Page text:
A randomized, crossover phase 1 study to assess the effects of formulation (capsule vs tablet) and meal consumption on the bioavailability of dovitinib (TKI258)

Jeffrey R. Infante, Ramesh K. Ramanathan, Daniel George, Eugene Tan, Michelle Quinlan, Angela Liu, Jeffrey W. Scott, Sunil Sharma

Research output: Contribution to journalArticle

4 Scopus citations

Abstract

Purpose: This 2-arm crossover study compared the relative bioavailability of two dovitinib (TKI258) formulations [anhydrate clinical service form (CSF) capsule and monohydrate final market image (FMI) tablet; Arm 1] and determined the effect of food on dovitinib exposure (Arm 2). Methods: Patients with advanced solid tumors, excluding breast cancer, were enrolled in 1 of the 2 arms of the study. Patients in Arm 1 were randomized to a single 500-mg dose of CSF capsule or FMI tablet followed by 7 days of rest and 500 mg of the other formulation. Patients in Arm 2 received 300 mg of FMI tablet daily and were randomized to follow 1 of 6 meal sequences, each with 3 prandial conditions: low fat (LF), high fat (HF), or no meal (NM). Results: In Arm 1 (n = 21), 17 patients were evaluable. FMI tablet compared with CSF capsule showed only slight reductions in the adjusted geometric means for area under the plasma concentration-time curve (AUClast; 3 %) and maximum plasma concentration (C max; 1 %). In Arm 2 (n = 42), 19 patients were evaluable. HF meal versus NM showed a 9 % decrease in the adjusted geometric mean for AUClast and an 18 % decrease for C max. Comparison of LF meal versus NM showed a 1 % decrease for AUClast and a 10 % decrease for C max. Common adverse events suspected to be study drug related included vomiting, diarrhea, nausea, and fatigue. Conclusions: Dovitinib FMI tablet had similar systemic exposure to the CSF capsule and was not affected by food.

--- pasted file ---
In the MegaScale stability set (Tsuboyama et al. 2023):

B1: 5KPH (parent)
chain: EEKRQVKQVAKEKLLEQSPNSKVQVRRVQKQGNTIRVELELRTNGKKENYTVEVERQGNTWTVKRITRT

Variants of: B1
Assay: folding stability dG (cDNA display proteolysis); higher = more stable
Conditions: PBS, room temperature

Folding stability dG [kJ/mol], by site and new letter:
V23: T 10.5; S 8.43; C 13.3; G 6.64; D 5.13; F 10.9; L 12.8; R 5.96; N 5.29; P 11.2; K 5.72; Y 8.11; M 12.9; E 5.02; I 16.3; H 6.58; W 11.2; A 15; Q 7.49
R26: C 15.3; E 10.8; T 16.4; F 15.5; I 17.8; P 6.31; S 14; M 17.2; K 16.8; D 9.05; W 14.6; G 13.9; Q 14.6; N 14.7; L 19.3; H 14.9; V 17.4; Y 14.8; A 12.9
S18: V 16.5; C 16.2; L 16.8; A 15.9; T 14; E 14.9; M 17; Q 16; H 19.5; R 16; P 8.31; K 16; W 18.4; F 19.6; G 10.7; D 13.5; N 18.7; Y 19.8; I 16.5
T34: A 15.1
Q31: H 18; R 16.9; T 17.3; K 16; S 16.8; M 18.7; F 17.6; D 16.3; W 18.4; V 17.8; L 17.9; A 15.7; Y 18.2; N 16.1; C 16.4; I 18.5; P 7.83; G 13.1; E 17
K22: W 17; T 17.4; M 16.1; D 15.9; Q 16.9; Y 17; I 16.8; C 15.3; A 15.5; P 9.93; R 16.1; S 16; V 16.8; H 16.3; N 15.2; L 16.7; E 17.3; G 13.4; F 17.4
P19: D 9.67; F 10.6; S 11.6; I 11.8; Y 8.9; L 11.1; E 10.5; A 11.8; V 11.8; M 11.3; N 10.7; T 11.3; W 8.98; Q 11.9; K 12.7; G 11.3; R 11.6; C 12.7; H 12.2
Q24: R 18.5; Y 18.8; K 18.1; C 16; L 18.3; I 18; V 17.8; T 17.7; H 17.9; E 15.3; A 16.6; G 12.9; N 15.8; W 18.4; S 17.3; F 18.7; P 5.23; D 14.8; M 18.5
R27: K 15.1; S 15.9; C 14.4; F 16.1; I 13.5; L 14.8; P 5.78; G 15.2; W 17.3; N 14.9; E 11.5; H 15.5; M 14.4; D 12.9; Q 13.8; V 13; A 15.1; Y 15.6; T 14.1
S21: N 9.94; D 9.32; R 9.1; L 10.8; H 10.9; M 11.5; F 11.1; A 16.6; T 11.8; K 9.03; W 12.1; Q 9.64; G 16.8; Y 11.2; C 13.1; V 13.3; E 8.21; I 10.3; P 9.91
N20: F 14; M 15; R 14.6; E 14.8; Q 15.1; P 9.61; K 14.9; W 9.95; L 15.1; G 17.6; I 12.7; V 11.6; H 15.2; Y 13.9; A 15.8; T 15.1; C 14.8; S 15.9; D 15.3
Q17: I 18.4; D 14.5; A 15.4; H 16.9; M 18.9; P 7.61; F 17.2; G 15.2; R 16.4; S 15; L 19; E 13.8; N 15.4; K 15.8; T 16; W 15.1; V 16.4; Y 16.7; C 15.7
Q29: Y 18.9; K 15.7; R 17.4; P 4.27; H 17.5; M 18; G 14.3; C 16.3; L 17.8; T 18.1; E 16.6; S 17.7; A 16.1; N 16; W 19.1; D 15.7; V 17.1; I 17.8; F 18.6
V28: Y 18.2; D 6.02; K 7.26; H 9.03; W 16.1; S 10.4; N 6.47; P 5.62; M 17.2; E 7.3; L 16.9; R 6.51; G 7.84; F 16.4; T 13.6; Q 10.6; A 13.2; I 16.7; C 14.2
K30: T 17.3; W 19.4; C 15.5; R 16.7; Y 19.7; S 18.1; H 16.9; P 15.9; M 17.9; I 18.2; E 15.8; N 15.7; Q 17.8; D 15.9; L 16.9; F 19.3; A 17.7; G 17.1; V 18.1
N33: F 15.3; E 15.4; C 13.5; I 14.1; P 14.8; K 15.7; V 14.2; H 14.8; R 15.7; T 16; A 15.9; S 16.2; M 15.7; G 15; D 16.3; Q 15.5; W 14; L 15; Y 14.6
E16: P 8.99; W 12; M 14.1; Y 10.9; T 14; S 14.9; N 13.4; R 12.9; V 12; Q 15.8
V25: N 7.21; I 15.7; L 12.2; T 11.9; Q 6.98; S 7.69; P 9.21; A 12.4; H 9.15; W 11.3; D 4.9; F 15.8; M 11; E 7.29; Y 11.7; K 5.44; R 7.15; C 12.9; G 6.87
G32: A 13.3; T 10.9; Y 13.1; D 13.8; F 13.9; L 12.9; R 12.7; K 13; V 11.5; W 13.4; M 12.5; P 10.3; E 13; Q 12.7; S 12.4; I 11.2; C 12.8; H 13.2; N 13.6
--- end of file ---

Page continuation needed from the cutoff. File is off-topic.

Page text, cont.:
Original languageEnglish (US)
Pages (from-to)729-737
Number of pages9
JournalCancer chemotherapy and pharmacology
Volume75
Issue number4
DOIs
StatePublished - Apr 2015

Keywords

  • Bioavailability
  • Dovitinib
  • Fibroblast growth factor receptor
  • Food effect
  • Pharmacokinetics
  • TKI258

ASJC Scopus subject areas

  • Oncology
  • Toxicology
  • Pharmacology
  • Cancer Research
  • Pharmacology (medical)

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